But she recovers, and falls tremulously in love with the doctor, only to see him turn to another. At last, she finds love with another man, who sees her finely tempered spirit, and her true self. Finally, it seems, she will be happy.
Ultimately however, Villette is a story of loss. Despite the one, tremendous loss in Jane Eyre, it is a novel about finding. Jane finds a school, a home, a child to love, a lover, and though she loses that lover for a period, through that loss she also finds her family, and in the end, she is reunited with her lover. For all its seriousness, Jane Eyre is a fairy tale, with a prince, a wicked witch, a test, and a happy ending.
In contrast, Lucy loses family, friends, and home, and for a while, her own sanity. She recovers to find friends and someone to love, only for her friends to be more engaged elsewhere, and for the man she loves to be lost to her, if only because he is too facile to perceive her worth. At the end of the novel, she finds another love whom she is to marry, and she has prospered, but alas, it seem that all she has gained might yet be lost.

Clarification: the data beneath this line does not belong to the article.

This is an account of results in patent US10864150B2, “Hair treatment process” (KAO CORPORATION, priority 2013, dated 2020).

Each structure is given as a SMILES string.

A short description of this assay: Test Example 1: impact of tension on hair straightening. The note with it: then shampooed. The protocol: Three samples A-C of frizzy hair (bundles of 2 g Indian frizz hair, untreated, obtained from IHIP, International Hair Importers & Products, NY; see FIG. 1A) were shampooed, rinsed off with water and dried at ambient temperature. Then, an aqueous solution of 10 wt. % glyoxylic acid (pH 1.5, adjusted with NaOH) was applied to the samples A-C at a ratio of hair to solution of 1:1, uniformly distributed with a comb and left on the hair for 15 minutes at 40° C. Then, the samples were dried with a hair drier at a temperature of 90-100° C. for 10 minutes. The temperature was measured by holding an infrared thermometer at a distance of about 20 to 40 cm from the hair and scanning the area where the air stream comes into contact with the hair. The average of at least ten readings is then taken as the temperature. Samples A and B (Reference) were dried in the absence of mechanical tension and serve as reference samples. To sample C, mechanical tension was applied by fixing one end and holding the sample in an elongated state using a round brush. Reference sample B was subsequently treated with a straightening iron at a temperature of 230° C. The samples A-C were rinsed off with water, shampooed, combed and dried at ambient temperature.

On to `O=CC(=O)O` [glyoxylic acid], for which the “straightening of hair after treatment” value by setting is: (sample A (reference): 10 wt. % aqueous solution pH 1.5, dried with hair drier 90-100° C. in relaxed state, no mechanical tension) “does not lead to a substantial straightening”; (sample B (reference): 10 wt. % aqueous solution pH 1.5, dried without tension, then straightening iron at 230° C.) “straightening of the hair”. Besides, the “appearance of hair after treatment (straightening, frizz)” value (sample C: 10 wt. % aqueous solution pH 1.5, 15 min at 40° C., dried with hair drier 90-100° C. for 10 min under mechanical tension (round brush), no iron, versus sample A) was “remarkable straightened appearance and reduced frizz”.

And that is where Charlotte Bronte makes a stunning move, anticipating the dual ends of The French Lieutenant’s Woman by over a century. She does not tell us whether her heroine’s fiance comes home through yet another vast tempest. She leaves it to the reader to decide what the ending of the novel will be.
John Fowles does this in The French Lieutenant’s Woman, inviting the reader to choose which ending of the book is more appropriate, while acknowledging the tyranny of the last written version being perceived as the real ending. In doing so, he invites us to consider which is the more likely account of human nature – John Donne, and ‘No man is an island’, or Matthew Arnold, and the ‘unplumb’d, salt, estranging sea’ that stretches between people.
Charlotte Bronte’s challenge is more subtle. She invites us to read the book, understand its themes, and then work out what the likely ending is. Do we think that out of the storm will come hope, or will it be another loss for Lucy? And if we prefer one ending to the other, do we dare to override the author’s will, and impose it on the narrative?
I found Villette to be a fascinating book, both engaging, and disturbing. It amply repaid the effort put into reading it.